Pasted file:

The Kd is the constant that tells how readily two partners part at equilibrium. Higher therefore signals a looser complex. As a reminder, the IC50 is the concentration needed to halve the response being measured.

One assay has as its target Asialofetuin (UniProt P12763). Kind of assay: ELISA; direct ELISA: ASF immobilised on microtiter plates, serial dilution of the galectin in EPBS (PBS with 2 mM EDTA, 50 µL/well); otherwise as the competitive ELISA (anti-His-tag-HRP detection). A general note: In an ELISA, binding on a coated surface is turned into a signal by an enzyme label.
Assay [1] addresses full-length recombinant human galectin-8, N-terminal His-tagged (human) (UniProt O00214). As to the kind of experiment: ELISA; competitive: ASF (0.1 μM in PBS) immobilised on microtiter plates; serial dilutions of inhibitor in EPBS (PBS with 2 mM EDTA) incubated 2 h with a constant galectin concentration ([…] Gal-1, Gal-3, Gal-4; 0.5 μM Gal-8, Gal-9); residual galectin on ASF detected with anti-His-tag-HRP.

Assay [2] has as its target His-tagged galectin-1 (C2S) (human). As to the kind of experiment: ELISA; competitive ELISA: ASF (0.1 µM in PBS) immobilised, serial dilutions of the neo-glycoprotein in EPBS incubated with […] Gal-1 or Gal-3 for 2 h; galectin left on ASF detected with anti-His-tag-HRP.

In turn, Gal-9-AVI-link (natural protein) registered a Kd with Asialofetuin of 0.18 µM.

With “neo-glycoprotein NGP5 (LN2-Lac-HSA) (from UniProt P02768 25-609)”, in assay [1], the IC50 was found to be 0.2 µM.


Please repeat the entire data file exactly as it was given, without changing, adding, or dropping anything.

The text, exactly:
The Kd is the constant that tells how readily two partners part at equilibrium. Higher therefore signals a looser complex. As a reminder, the IC50 is the concentration needed to halve the response being measured.

One assay has as its target Asialofetuin (UniProt P12763). Kind of assay: ELISA; direct ELISA: ASF immobilised on microtiter plates, serial dilution of the galectin in EPBS (PBS with 2 mM EDTA, 50 µL/well); otherwise as the competitive ELISA (anti-His-tag-HRP detection). A general note: In an ELISA, binding on a coated surface is turned into a signal by an enzyme label.
Assay [1] addresses full-length recombinant human galectin-8, N-terminal His-tagged (human) (UniProt O00214). As to the kind of experiment: ELISA; competitive: ASF (0.1 μM in PBS) immobilised on microtiter plates; serial dilutions of inhibitor in EPBS (PBS with 2 mM EDTA) incubated 2 h with a constant galectin concentration ([…] Gal-1, Gal-3, Gal-4; 0.5 μM Gal-8, Gal-9); residual galectin on ASF detected with anti-His-tag-HRP.

Assay [2] has as its target His-tagged galectin-1 (C2S) (human). As to the kind of experiment: ELISA; competitive ELISA: ASF (0.1 µM in PBS) immobilised, serial dilutions of the neo-glycoprotein in EPBS incubated with […] Gal-1 or Gal-3 for 2 h; galectin left on ASF detected with anti-His-tag-HRP.

In turn, Gal-9-AVI-link (natural protein) registered a Kd with Asialofetuin of 0.18 µM.

With “neo-glycoprotein NGP5 (LN2-Lac-HSA) (from UniProt P02768 25-609)”, in assay [1], the IC50 was found to be 0.2 µM.